A look back 30 years ago ... Summer 1988
By Dr. Astrid van Ginneken, CWR Co-Principal Investigator
K17 was Dr. Astrid van Ginneken’s "first favorite male" in the Southern Resident killer whale community. She has been a volunteer CWR staff member since 1987, has published scientific and popular articles about killer whales, and has written a novel – Togetherness is Our Home, An Orca’s Journey through Life – in which killer whales star. She is a data collection and database specialist, is an accomplished wildlife photographer, and is well known for her captivating storytelling of encounters with the charismatic Southern Resident orcas. Dr. van Ginneken lives in The Netherlands.
K17 (large dorsal fin) with family at sunset.
The K18s were nearing Lime Kiln lighthouse, heading south in Haro Strait.
As was usually the case, the family matriarch, K18, and her oldest, K40, were keeping a close eye on the youngest and newest member of the clan: two-year-old, K21. The little boy rarely strayed far from his mother’s side. His older brother, 22-year-old, K17, was keeping a watch over all of them; they were one of closest knit families in K pod. CWR staff, aboard High Spirits, were observing the family of Southern Resident killer whales from a distance. “We were behind them,” recalls Dr. Astrid van Ginneken, co-principal investigator of CWR’s Orca Survey, “and there was a small powerboat, a fast powerboat coming up from behind.”
The powerboat, traveling full speed, suddenly changed direction and charged at the K18s; mother and family quickly submerged themselves to avoid being hit. “Good grief. But we were on a slow trimaran so we could not warn those people.” The K18s hadn’t surfaced. “We were waiting: Where are the whales? Where are the whales?” Finally, mother and offspring broke through the ocean surface, each taking a breath. And, again, the powerboat – rannnggg – charged the orcas. And, once more, the whales found refuge underwater. The identical scenario occurred a third time, and then a fourth. “We saw K18, and her daughter, K40, and the little one, K21, come up. But we didn’t see K17,” describes van Ginneken. “Where is K17?” It appeared as though he had sent the others off to safety. “He finally came up, 70 or 80 yards away, perpendicular to the powerboat,” van Ginneken gestures to her left. “K17 surfaced, and then he kicked his flukes, and like a torpedo, charged the boat, with water flowing over his head. We held our breath. ‘My god! If he rams that boat?!’” He would either sink the powerboat, or badly hurt himself, or both. “And, so, he charges the boat at the surface, like a torpedo, and at the last minute he dived and left the boat rocking. Those people were pretty shaken.” What would K17 do next? Had he calmed down? Was he done defending his family? “He had turned around, and he surfaced again. And, again, like a torpedo, he charged the boat, and ducked [underwater] at the last moment.” The powerboat rocked violently in place. K17 was nowhere in sight. Then: “For a third time he came around and charged the boat. But this time he didn’t dive, he charged, full charge, and at the last moment, he swerved, then kicked the boat’s engine with his side. And then from at most three yards, he did this BIG breach!” Everyone aboard the powerboat held onto the vessel's railings, each passenger wet with saltwater. Following another lengthy dive, K17 surfaced a fair distance away, moving in the direction of his family, intent on catching up with his mom and siblings. High Spirits approached the powerboat. CWR staff explained to those on board that the orca bull was angry at them for having put his family in harm’s way.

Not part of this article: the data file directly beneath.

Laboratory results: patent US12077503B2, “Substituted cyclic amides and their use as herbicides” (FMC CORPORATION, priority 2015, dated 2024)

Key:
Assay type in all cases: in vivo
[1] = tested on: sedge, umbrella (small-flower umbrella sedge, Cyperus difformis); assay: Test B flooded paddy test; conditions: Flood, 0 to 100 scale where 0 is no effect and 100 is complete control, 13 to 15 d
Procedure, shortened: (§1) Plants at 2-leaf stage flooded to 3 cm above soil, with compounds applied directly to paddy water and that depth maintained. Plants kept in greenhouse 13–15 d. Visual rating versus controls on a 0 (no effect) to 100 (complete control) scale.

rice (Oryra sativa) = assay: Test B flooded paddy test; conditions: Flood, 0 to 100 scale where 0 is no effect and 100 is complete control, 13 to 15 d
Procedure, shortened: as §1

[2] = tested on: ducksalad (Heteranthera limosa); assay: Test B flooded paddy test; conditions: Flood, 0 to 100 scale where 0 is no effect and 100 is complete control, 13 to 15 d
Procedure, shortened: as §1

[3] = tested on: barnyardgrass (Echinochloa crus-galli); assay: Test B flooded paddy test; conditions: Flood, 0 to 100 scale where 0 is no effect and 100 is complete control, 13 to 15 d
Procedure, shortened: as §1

CWR staff aboard High Spirits, photographing SRKW pod.
“If you do it again, he will sink you.” The boaters accepted the killer whale expert’s advice, first keeping their distance from the family of whales, then departing the scene altogether. “We decided, let’s give the [K18s] a break; they will have had enough of boats for today," van Ginneken continues. “Half an hour later, we had been going on to try and find other whales; I hear blows from behind: phoooh, phoooh.” Surprise! K17 was approaching High Spirits from behind! “And he’s coming closer, coming closer. We didn’t change course, didn’t change speed. And I’m standing next to the railing, and I’m looking: ‘He can be up any moment.’" van Ginneken was leaning over the railing. "And suddenly – phoooh – he blows in my face! And his dorsal fin comes up. I could have touched him easily.” She knew better than to make physical contact. “So, he paralleled us peacefully; then he joined his family. As if he was showing his trust: ‘I know who I can trust, and whom I don’t trust.’” “That was very special,” van Ginneken remembers with a big smile and tears beginning to well in her eyes. “And ever since, I would squeak when I saw him, and he would always come to the boat, even swim between the pontoons of the trimaran, or break from a group half a mile away and come over and swim under the boat. And he waved his flukes. K17 was special, and L57 was too; well they all are. Yeah.”